We recognise that, in line with the latest scientific understanding of our changing climate, the frequency and intensity of many extreme weather events are expected to increase. The UK’s first climate change risk assessment, published in 2012, assessed the trend and informed the national adaptation programme that we published last year. This sets out a wide range of actions by the Government, business, councils and civil society to address the most significant climate risks that we face as a country.
Does my hon. Friend agree that, although concern is sometimes expressed about the cost of climate change mitigation, recent events are a stark warning that the cost of adaptation to climate change is also substantial, and is a bill that might have to be paid sooner rather than later?
I thank my hon. Friend for making that case. He has a long track record of speaking on climate change, and on mitigation and adaptation. I agree that we must continue to ensure that this country meets all the demands that will be made of us by the changing climate.
Does the Minister acknowledge that the Adaptation Sub-Committee of the Committee on Climate Change recommended that the deficit of £500 million on flood defence spending needed to be urgently addressed? Will the Minister ask the Secretary of State and his Cabinet colleagues to ensure that there is a firm commitment from the Government in this spending review to providing that £500 million for flood defences, which is now urgently needed because of climate change?
I very much welcome the work that Lord Krebs and his sub-committee have done on these issues. We think that some of the information is based on older data that have been updated by the Environment Agency, so we do not entirely recognise the figures he gives. The Government have secured a £2.3 billion capital settlement in the next spending review period, which will mean we are spending more than ever before on flood defences.
Whatever the cause, we are seeing extreme weather events and we need to do more between floods. Will the Department consider restoring the balance between building new flood defences, repairing and making good the existing ones and maintaining watercourses? May I ask, in the presence of the Leader of the House of Commons, whether it would be a good idea to have a national statement on adaptation and on climate change generally for this purpose?
Yes, I suppose I should admit to that. Sadly, I am no longer a member.
The question from my hon. Friend the Member for Thirsk and Malton (Miss McIntosh) about a statement is obviously a matter for the Leader of the House to consider, perhaps later this morning. On her questions on maintenance, given this year’s extreme weather events, the Government have made available a £130 million investment to ensure that we repair and maintain the existing flood defences, which of course will allow us to invest in new schemes in the coming year.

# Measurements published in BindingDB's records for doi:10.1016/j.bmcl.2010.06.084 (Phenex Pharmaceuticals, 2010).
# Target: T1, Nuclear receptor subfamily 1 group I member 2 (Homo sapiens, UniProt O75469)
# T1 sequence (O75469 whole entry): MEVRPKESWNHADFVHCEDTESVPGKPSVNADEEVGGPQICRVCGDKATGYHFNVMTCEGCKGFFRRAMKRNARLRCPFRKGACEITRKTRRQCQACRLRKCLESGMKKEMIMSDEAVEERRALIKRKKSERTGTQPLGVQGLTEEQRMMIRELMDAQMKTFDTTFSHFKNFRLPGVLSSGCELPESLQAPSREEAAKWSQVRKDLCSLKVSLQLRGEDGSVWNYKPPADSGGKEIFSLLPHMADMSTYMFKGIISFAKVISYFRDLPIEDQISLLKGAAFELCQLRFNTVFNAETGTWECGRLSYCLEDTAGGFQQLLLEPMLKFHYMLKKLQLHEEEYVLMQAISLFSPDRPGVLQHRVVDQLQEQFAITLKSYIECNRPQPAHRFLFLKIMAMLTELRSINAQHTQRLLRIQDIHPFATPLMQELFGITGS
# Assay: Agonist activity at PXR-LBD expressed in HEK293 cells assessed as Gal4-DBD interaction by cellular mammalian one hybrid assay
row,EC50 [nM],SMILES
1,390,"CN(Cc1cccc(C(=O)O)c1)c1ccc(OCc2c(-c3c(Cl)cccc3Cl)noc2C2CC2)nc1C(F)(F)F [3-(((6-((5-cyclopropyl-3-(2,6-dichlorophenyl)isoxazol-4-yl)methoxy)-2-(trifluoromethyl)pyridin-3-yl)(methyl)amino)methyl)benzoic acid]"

As I saw for myself in Somerset earlier this week, the severe floods are causing unimaginable distress for many people as they see their homes wrecked, farmland submerged and businesses suffer. As all the evidence suggests, and as the Minister has just accepted, climate change will lead to extreme weather events becoming more frequent, so will he explain why his Department has been forced to admit, thanks to a freedom of information request, that total spending on climate change mitigation and adaptation has been cut by more than 40% since last year?
I suspect that the hon. Lady is referring to the freedom of information request submitted on behalf of Lord Lawson. I can confirm that total Department for Environment, Food and Rural Affairs climate change spending on mitigation and adaptation was £34.8 million in 2011-12, £49.2 million in 2012-13 and £47.2 million in 2013-14, and we have resources yet to be allocated in the coming financial year.
The figures for the domestic spend were £24.7 million in 2011-12 and £29.1 million in 2012-13, but that has decreased this year to £17.2 million, which is a 40% cut. The decision to cut the climate change mitigation and adaptation budget by 40% was a serious error of judgment, one that the events of the past weeks must lead the Government to reconsider. The Minister will know that funding for flood protection remains £63.5 million below 2010 levels, even after the additional funding announced last week. Will he now agree to review the stringent cost-benefit ratio of eight to one applied by his Department to flood defence spending, which appears to have prevented so many vital schemes from going ahead?
As the hon. Lady also knows, in the first four years of this Government we have spent £2.4 billion on flood defences, which was more than the £2.2 billion spent in the last four years of the previous Government—so this Government continue to make tackling this a priority. Today, the focus remains on response and we will then move into recovery, but in the long term we have secured £2.3 billion on capital alone into the next spending review period.
Are movements in the jet stream not more closely and demonstrably linked to our current adverse weather event than climate change is? To what extent is the Environment Agency using movements in the jet stream as a predictive tool for flooding?
The hon. Gentleman is clearly spending a great deal of time studying these methods. Given the advice, which I respect, from scientists across government, all the signs point to the fact that the changes he is talking about are influenced by climate change. That is one reason why we have had more precipitation deposited in the country and had the rainiest January in a quarter of a millennium.